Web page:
However, one set of resources that I do trust is the series of books published by Boydell Press and the Museum of London. These volumes do a great job of presenting information based on actual archaeological finds in a friendly visual way that everyone can understand. You may remember The Medieval Horse and its Equipment, which I mentioned some weeks ago. It's part of that series as well.
Here are the other titles.
Textiles and Clothing, c. 1150-c. 1450 by Elisabeth Crowfoot, Frances Pritchard and Kay Staniland
Shoes and Pattens by Francis Grew and Margrethe de Neergaard
Dress Accessories, c. 1150-c. 1450 by Geoff Egan and Frances Pritchard
Knives and Scabbards by Jane Cowgill, Margrethe de Neergaard and Nick Griffiths
The first two links lead to Google books with a limited number of pages and the last two give you only snippet views.
I can also think of a couple of books that don't belong to the series but present the same sort of information in much the same format.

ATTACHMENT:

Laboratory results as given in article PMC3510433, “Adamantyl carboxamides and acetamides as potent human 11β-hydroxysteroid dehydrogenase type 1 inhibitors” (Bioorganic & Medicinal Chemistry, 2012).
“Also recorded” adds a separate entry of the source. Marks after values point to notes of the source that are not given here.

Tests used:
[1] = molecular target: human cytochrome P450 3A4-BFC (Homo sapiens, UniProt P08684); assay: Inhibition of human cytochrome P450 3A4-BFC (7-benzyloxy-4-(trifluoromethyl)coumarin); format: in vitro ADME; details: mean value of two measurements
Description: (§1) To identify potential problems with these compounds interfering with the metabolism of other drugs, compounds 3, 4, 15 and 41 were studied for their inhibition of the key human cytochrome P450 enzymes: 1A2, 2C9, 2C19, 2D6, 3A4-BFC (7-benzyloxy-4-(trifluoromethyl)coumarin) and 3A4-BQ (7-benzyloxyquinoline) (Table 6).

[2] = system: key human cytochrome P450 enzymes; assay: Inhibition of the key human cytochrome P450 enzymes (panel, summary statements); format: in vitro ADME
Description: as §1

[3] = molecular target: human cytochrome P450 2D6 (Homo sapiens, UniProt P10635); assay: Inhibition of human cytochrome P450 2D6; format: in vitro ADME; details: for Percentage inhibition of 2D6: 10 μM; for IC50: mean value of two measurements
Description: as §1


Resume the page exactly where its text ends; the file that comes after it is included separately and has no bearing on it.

Fashion in the Age of the Black Prince: A Study of the Years 1340-1365 by Stella Mary Newton
Purses in Pieces: Archaeological Finds of Late Medieval and 16th-Century Leather Purses, Pouches, Bags and Cases in the Netherlands by Olaf Goubitz. You can download the first thirty pages of this book from the publisher's website.
These books would be the first place I would go if I were thinking of making an accurate medieval costume.
Fresco at Runkelstein castle at Bolzano, late fourteenth century.